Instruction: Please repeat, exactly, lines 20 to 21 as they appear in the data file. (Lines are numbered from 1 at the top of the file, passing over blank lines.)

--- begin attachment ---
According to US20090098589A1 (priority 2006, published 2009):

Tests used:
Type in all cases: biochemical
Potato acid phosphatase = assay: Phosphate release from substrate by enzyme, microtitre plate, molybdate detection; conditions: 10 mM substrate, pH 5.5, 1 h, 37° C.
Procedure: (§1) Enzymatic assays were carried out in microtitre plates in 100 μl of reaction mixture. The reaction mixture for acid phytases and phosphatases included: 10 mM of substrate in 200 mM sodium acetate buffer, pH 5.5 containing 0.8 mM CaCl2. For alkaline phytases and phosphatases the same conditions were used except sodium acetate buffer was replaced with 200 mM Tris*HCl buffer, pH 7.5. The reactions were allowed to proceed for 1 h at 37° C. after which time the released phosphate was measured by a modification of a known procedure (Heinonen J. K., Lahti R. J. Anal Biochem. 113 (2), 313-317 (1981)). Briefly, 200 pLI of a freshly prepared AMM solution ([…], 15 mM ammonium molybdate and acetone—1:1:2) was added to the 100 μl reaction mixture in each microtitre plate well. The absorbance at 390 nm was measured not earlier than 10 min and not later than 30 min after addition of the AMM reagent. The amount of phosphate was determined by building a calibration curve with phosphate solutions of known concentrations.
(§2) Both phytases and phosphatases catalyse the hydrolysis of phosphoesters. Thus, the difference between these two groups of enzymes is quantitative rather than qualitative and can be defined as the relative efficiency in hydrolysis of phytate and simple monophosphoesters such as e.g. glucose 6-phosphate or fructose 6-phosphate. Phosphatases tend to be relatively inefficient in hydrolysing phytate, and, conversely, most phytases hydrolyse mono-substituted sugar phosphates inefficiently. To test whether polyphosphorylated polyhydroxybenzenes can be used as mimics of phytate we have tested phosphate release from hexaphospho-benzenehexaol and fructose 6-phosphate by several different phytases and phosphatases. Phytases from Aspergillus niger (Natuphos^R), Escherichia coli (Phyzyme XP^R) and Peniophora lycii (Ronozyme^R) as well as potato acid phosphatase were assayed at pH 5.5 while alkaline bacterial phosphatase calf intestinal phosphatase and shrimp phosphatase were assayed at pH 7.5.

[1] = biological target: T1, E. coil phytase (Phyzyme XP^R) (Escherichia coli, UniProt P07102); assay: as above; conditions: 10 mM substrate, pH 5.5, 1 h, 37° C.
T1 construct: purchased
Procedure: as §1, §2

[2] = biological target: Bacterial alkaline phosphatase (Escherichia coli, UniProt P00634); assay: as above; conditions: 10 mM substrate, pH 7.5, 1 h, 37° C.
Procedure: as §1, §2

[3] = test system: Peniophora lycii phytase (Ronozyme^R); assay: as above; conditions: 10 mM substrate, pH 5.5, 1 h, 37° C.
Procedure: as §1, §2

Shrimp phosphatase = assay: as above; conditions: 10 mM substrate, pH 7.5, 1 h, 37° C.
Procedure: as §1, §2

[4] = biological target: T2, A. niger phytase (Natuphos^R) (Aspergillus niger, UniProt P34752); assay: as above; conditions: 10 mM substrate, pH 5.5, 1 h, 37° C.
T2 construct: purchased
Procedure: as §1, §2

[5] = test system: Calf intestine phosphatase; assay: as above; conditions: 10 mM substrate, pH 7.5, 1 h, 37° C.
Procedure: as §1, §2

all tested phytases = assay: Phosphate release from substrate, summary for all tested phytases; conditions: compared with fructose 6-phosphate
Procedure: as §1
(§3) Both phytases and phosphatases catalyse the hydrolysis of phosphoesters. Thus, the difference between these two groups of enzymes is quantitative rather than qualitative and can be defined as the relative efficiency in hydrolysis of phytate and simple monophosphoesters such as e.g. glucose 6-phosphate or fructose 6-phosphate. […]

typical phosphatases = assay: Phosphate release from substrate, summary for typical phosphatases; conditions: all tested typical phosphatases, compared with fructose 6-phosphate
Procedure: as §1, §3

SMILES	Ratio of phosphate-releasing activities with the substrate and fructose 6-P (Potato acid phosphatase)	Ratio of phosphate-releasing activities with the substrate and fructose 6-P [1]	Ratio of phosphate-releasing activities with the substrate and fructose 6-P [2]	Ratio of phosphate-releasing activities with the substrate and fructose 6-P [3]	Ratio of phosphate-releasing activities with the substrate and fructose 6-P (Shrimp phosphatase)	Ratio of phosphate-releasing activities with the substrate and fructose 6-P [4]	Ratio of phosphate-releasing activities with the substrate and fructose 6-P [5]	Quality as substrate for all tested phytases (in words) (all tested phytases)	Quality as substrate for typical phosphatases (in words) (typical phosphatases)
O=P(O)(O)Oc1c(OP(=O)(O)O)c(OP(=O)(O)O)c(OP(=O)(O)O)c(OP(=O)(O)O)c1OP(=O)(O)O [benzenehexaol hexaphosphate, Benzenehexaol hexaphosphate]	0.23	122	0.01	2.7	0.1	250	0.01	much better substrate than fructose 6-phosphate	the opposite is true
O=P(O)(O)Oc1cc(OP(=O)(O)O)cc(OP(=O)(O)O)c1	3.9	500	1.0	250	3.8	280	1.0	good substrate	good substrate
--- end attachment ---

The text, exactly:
Procedure: as §1, §2

all tested phytases = assay: Phosphate release from substrate, summary for all tested phytases; conditions: compared with fructose 6-phosphate